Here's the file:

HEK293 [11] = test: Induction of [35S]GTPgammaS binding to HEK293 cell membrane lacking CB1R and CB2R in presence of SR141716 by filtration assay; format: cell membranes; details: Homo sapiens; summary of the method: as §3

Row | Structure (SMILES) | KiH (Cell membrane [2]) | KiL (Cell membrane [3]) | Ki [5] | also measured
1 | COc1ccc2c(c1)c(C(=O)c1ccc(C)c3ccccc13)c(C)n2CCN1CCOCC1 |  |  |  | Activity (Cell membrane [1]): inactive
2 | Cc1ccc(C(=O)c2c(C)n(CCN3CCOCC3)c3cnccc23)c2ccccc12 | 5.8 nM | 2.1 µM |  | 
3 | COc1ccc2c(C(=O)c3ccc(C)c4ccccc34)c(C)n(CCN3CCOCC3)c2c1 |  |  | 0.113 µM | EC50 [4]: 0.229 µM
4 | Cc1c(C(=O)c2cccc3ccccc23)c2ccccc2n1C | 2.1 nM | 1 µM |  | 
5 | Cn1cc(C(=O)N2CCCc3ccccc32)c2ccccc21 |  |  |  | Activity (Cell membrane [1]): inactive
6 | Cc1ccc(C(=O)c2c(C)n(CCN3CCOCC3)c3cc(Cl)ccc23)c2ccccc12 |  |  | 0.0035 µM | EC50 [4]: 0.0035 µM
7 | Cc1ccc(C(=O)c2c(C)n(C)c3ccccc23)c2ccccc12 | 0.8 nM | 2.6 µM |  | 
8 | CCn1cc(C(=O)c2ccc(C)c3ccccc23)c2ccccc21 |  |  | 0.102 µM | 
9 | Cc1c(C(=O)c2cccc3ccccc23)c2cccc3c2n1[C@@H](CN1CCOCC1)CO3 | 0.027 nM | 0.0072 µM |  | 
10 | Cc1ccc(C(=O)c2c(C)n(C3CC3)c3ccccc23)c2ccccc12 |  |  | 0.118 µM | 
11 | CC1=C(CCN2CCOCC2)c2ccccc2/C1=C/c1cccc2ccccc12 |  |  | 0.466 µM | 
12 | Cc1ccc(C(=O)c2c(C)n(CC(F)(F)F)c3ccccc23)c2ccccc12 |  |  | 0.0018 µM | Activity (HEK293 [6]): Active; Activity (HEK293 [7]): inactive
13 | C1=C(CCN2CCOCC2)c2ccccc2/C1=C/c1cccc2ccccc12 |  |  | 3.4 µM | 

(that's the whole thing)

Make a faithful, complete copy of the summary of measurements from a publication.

HEK293 [11] = test: Induction of [35S]GTPgammaS binding to HEK293 cell membrane lacking CB1R and CB2R in presence of SR141716 by filtration assay; format: cell membranes; details: Homo sapiens; summary of the method: as §3

Row | Structure (SMILES) | KiH (Cell membrane [2]) | KiL (Cell membrane [3]) | Ki [5] | also measured
1 | COc1ccc2c(c1)c(C(=O)c1ccc(C)c3ccccc13)c(C)n2CCN1CCOCC1 |  |  |  | Activity (Cell membrane [1]): inactive
2 | Cc1ccc(C(=O)c2c(C)n(CCN3CCOCC3)c3cnccc23)c2ccccc12 | 5.8 nM | 2.1 µM |  | 
3 | COc1ccc2c(C(=O)c3ccc(C)c4ccccc34)c(C)n(CCN3CCOCC3)c2c1 |  |  | 0.113 µM | EC50 [4]: 0.229 µM
4 | Cc1c(C(=O)c2cccc3ccccc23)c2ccccc2n1C | 2.1 nM | 1 µM |  | 
5 | Cn1cc(C(=O)N2CCCc3ccccc32)c2ccccc21 |  |  |  | Activity (Cell membrane [1]): inactive
6 | Cc1ccc(C(=O)c2c(C)n(CCN3CCOCC3)c3cc(Cl)ccc23)c2ccccc12 |  |  | 0.0035 µM | EC50 [4]: 0.0035 µM
7 | Cc1ccc(C(=O)c2c(C)n(C)c3ccccc23)c2ccccc12 | 0.8 nM | 2.6 µM |  | 
8 | CCn1cc(C(=O)c2ccc(C)c3ccccc23)c2ccccc21 |  |  | 0.102 µM | 
9 | Cc1c(C(=O)c2cccc3ccccc23)c2cccc3c2n1[C@@H](CN1CCOCC1)CO3 | 0.027 nM | 0.0072 µM |  | 
10 | Cc1ccc(C(=O)c2c(C)n(C3CC3)c3ccccc23)c2ccccc12 |  |  | 0.118 µM | 
11 | CC1=C(CCN2CCOCC2)c2ccccc2/C1=C/c1cccc2ccccc12 |  |  | 0.466 µM | 
12 | Cc1ccc(C(=O)c2c(C)n(CC(F)(F)F)c3ccccc23)c2ccccc12 |  |  | 0.0018 µM | Activity (HEK293 [6]): Active; Activity (HEK293 [7]): inactive
13 | C1=C(CCN2CCOCC2)c2ccccc2/C1=C/c1cccc2ccccc12 |  |  | 3.4 µM | 